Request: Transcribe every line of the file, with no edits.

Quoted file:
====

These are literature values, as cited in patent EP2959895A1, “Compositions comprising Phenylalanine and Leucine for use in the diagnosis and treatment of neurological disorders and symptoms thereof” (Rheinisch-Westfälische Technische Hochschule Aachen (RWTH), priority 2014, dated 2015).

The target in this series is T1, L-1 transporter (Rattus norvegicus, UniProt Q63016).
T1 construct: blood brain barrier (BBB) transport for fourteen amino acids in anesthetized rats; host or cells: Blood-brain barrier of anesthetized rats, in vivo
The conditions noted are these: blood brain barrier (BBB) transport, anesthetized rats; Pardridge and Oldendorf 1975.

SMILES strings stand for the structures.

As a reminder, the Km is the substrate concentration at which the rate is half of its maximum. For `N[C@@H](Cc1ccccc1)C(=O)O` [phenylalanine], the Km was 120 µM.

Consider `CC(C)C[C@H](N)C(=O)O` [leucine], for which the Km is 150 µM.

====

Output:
These are literature values, as cited in patent EP2959895A1, “Compositions comprising Phenylalanine and Leucine for use in the diagnosis and treatment of neurological disorders and symptoms thereof” (Rheinisch-Westfälische Technische Hochschule Aachen (RWTH), priority 2014, dated 2015).

The target in this series is T1, L-1 transporter (Rattus norvegicus, UniProt Q63016).
T1 construct: blood brain barrier (BBB) transport for fourteen amino acids in anesthetized rats; host or cells: Blood-brain barrier of anesthetized rats, in vivo
The conditions noted are these: blood brain barrier (BBB) transport, anesthetized rats; Pardridge and Oldendorf 1975.

SMILES strings stand for the structures.

As a reminder, the Km is the substrate concentration at which the rate is half of its maximum. For `N[C@@H](Cc1ccccc1)C(=O)O` [phenylalanine], the Km was 120 µM.

Consider `CC(C)C[C@H](N)C(=O)O` [leucine], for which the Km is 150 µM.